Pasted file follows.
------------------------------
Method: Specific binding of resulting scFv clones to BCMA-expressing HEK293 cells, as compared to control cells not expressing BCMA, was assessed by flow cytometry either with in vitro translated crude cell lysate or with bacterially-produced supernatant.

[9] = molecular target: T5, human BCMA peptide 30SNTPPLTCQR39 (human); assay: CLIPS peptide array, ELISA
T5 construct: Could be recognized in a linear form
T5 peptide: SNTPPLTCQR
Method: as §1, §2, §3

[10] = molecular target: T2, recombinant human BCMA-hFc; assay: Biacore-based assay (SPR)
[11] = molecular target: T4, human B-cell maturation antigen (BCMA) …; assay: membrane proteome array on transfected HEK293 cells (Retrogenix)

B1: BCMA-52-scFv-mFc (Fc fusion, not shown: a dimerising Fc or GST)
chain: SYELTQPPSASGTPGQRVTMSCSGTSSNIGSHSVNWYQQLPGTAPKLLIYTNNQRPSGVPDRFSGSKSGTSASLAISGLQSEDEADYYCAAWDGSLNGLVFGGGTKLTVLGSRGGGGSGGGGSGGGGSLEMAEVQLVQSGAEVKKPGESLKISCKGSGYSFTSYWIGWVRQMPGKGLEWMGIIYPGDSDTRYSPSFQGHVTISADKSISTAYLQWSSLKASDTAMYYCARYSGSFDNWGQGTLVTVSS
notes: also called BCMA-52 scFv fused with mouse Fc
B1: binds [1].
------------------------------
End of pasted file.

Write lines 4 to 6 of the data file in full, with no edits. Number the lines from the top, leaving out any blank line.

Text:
T5 peptide: SNTPPLTCQR
Method: as §1, §2, §3

[10] = molecular target: T2, recombinant human BCMA-hFc; assay: Biacore-based assay (SPR)